This week on the New Canon, we get a taste of Glenn Gould's composer side in a new record courtesy of pianist Sasha Grynyuk. On a recording that also features a work by Friedrich Gulda and an arrangement from Grynyuk himself, it's our Album of the Week.
In fact, we're hearing a lot of piano music this week. It must be something in the seasonal waters, but the piano in these new releases has a way of evoking time and place, whether abstract or concrete. We start off with Nico Muhly's Drones and Piano, which blends the constant, ambient hum of white noise with sunbeams of piano rays that cut through the clouds of drones. Take either element away from the other, however, and the effect would be diminished.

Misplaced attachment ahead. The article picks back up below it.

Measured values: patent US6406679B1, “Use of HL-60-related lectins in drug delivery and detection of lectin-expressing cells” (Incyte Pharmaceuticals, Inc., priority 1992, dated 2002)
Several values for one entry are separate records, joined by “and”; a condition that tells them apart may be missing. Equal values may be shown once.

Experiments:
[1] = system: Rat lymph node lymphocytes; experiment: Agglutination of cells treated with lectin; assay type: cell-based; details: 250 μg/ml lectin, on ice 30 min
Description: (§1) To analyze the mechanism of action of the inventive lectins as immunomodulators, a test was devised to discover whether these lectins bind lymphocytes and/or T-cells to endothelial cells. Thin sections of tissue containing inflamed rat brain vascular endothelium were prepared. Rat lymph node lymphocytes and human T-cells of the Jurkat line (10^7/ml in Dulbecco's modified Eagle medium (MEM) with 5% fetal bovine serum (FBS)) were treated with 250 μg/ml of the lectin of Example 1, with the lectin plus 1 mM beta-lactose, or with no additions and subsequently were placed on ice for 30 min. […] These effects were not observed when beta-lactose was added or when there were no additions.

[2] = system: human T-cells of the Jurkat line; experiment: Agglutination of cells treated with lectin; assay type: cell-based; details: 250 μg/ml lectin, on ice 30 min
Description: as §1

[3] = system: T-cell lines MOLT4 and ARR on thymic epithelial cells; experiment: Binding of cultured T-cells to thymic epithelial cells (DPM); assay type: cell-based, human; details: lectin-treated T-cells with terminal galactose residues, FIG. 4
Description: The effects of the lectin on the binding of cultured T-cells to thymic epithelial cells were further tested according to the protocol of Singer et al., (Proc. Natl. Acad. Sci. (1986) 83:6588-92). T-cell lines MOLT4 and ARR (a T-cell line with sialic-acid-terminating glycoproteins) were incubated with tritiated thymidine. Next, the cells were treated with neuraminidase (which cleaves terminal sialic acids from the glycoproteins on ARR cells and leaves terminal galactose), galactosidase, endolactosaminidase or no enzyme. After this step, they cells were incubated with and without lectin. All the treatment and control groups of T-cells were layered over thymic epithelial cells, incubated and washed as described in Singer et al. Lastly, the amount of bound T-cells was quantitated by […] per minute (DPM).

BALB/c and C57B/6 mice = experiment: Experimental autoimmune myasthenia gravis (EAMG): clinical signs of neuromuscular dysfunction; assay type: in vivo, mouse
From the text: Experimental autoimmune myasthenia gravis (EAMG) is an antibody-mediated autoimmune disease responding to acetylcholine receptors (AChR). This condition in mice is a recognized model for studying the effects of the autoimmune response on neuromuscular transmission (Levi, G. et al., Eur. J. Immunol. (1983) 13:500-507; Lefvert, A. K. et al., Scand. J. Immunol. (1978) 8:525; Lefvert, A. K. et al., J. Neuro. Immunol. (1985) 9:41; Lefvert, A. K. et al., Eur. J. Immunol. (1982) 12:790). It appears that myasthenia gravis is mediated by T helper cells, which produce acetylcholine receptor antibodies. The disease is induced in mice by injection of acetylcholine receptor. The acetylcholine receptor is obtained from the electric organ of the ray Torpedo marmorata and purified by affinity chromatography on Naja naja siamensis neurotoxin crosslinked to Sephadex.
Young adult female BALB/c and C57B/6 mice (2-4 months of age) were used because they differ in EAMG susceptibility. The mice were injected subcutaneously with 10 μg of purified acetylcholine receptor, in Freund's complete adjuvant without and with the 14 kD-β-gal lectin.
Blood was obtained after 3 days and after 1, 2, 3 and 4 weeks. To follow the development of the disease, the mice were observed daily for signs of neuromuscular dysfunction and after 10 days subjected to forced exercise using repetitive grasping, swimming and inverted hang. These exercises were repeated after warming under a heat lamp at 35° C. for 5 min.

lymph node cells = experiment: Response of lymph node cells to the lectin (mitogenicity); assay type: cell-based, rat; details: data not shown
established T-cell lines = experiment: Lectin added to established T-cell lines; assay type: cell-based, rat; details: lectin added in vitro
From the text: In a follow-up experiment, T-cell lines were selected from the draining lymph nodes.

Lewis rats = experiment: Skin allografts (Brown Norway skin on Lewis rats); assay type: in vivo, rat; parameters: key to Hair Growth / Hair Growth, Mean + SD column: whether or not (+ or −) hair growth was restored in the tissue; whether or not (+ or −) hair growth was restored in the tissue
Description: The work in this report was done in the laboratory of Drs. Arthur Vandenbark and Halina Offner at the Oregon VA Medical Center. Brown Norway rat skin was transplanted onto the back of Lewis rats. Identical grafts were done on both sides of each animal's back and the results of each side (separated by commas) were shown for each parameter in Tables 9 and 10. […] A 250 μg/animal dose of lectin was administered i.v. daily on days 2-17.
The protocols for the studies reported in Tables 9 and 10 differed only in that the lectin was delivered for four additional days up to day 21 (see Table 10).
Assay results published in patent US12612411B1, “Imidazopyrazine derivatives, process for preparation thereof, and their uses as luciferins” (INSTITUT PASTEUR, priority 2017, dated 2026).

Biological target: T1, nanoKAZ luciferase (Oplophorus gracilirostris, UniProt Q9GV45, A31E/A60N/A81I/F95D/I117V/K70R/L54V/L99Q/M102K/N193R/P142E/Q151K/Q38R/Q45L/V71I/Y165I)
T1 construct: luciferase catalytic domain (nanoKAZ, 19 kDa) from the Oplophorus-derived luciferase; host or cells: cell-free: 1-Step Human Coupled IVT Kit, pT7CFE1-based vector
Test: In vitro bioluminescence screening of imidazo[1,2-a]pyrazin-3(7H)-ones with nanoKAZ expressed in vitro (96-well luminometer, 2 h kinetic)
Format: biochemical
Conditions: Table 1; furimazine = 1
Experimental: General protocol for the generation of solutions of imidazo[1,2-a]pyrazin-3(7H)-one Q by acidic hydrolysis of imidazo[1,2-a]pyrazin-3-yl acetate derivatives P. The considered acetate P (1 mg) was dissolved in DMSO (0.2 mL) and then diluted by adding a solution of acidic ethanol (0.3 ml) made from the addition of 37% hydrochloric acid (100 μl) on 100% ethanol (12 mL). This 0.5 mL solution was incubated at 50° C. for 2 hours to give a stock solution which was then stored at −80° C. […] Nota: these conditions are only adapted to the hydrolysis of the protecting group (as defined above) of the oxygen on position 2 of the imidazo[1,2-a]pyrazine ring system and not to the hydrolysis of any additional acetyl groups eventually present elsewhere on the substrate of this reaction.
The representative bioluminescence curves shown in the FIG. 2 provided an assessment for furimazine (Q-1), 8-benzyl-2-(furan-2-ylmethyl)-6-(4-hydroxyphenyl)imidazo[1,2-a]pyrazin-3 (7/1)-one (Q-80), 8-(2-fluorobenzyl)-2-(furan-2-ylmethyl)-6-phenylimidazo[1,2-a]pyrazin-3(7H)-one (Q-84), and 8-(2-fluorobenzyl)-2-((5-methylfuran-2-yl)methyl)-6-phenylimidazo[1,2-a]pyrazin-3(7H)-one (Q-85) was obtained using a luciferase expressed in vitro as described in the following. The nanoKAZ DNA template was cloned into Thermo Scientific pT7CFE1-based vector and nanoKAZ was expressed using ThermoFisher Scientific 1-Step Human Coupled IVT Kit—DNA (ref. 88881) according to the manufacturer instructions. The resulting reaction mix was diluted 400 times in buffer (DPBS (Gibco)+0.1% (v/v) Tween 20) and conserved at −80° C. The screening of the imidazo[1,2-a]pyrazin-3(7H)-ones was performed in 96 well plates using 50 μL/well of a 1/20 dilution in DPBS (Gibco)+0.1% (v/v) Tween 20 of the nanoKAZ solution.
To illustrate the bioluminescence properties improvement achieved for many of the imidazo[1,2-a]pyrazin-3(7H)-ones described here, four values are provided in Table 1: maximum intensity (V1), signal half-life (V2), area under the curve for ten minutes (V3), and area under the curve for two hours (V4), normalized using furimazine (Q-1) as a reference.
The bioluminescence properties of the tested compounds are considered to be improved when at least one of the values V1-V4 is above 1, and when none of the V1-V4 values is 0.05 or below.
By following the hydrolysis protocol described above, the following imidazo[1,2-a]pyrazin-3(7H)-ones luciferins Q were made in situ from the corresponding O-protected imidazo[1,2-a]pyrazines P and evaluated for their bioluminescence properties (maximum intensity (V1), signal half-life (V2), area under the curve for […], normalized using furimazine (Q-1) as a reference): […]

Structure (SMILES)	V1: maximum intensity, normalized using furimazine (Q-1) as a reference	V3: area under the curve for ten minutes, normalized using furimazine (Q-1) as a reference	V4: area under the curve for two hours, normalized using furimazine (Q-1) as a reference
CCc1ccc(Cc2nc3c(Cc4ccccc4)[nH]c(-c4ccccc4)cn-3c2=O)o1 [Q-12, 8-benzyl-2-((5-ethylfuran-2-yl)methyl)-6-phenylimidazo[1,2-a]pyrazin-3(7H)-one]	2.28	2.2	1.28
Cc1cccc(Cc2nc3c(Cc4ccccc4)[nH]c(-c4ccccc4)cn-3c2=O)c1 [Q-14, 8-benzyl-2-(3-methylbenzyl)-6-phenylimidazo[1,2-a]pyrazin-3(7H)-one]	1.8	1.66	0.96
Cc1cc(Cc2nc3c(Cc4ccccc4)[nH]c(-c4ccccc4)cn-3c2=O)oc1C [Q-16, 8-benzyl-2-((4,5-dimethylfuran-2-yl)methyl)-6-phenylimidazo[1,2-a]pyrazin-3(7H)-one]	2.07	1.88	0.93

On the other end of the spectrum, David Del Tredici uses the instrument to create very specific images of New York, from morning in Greenwich Village to a downtown scene bereft of the World Trade Center, in a sort of postmillennial Rhapsody in Blue. In between these two object lessons in keyboard composition is an equally illuminating choral work by Ted Hearne, that combines anti-Apartheid songs, an interview with The Wire creator David Simon and the composer's own texts, all combining to offer a commentary on the haves and have-nots.